London, 29 August – Nikki Haley, the US Ambassador to the UN, said on Tuesday at an event organised by the Foundation for Defense of Democracies in Washington, DC, that she “never thought the Iran deal could be fixed”.
She said that the months that the Donald Trump administration spent consulting with other countries on the Obama-era deal could have made it a better deal, but they “couldn’t change it to be a good deal”.
A flawed deal
Haley explained that the deal was so problematic because it didn’t do enough to get them to end their nuclear weapons programme; in fact, the “millions of dollars” in economic relief to Iran didn’t even encourage them to stop their ballistic-missile testing, the sale of arms, or support of terrorism. Haley said that the US wouldn’t be able to stop Iran once it acquired nuclear weapons and that she saw Iran as the next North Korea.
She said: “I look at [Iran] as the next North Korea. If you continue to fund this, and they continue to do these bad acts, and no one holds them accountable, we one day are going to be talking about Iran the same way we talk about North Korea.”
Haley said that the US is not the only country that sees the Iran deal as fundamentally flawed, even though it looks like that to the outsider.
She said: “Honestly the other countries [who were parties to the Iran deal] came to me and said ‘We know. You’re right.’ But because everybody loves the deal, and their handprints are on it, and they have to say it was successful, they were tiptoeing around all of these things. They just don’t want to admit they were wrong [even though] they had good intentions.”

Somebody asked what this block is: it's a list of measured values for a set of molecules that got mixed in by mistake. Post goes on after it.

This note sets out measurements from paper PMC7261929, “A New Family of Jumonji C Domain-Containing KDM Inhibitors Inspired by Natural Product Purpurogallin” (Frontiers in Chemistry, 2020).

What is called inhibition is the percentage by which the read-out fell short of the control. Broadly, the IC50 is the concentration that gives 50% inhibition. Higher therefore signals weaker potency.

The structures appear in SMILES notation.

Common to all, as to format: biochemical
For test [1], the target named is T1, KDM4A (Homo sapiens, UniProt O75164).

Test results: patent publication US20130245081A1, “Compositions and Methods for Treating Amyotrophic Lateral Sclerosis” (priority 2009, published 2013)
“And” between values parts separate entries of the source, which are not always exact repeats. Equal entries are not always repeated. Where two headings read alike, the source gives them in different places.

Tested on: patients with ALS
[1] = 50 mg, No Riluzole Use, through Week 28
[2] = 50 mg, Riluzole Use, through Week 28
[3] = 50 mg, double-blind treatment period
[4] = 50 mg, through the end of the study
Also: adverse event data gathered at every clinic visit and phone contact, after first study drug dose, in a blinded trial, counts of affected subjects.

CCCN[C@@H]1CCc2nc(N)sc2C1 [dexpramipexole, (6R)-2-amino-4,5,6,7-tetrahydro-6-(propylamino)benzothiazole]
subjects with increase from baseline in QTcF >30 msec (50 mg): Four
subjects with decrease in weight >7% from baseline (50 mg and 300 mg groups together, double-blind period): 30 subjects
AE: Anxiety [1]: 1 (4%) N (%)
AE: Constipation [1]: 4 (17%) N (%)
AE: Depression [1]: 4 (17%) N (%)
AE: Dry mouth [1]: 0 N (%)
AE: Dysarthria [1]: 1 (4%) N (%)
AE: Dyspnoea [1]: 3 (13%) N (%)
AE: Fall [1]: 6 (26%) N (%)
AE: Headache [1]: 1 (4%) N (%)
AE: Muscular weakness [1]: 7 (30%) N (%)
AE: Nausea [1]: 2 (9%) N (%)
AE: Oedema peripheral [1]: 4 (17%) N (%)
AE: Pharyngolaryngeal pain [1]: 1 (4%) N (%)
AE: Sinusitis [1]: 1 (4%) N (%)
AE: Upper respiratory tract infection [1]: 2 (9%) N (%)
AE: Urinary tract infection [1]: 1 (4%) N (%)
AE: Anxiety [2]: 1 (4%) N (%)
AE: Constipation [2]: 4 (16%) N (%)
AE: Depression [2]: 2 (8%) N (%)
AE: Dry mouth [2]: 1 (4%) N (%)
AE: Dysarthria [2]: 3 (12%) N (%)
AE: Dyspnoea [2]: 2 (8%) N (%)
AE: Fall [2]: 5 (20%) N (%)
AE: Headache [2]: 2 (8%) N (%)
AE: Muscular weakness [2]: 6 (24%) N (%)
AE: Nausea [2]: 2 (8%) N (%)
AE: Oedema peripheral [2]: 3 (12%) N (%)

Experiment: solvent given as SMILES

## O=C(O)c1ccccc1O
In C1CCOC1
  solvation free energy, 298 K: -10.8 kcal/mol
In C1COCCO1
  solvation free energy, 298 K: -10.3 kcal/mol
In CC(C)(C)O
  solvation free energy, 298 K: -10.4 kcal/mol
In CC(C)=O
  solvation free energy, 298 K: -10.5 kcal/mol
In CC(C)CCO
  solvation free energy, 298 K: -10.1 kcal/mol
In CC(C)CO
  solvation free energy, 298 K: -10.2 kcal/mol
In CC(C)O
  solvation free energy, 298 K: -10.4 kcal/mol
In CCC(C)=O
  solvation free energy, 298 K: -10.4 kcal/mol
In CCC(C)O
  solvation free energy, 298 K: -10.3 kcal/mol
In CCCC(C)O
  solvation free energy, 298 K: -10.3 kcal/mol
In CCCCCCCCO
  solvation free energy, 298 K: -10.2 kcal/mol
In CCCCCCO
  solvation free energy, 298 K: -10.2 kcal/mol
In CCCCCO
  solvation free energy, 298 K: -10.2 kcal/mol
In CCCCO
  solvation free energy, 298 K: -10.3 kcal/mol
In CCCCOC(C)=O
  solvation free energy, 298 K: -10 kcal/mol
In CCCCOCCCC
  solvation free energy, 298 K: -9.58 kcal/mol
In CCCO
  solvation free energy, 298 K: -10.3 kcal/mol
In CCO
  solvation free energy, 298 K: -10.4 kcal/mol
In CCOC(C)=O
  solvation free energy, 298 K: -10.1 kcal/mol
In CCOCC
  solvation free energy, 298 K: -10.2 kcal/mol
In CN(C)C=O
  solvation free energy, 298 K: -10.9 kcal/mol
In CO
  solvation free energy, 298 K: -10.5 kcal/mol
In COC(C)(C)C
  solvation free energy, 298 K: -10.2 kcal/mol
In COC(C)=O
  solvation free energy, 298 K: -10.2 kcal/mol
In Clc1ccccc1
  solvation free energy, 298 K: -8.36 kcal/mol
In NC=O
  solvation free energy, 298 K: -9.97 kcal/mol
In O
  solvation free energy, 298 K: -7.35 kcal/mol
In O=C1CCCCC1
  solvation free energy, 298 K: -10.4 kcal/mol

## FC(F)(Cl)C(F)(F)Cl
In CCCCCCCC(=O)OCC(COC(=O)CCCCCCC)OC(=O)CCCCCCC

In May, Trump withdrew from the nuclear deal and promised new sanctions against Iran, after months of speculation about the deal’s future. He’d been critical of the “worst deal ever” whilst on the campaign trail and vowed to rip it up once in office.
In November 2017, he declared that Iran was not compliant with the terms of the nuclear deal, citing evidence from the Iranian Resistance and the deal spent six months in limbo as the US Congress and the other countries involved in the deal tried to amend the deal to address Trump’s concerns, but this did not come to pass.
The first round of sanctions, targeting Iranian commercial exports and Iran’s access to the US financial system, came into force in August. The second round of sanctions, targeting Iran’s oil industry and central bank, is due in November.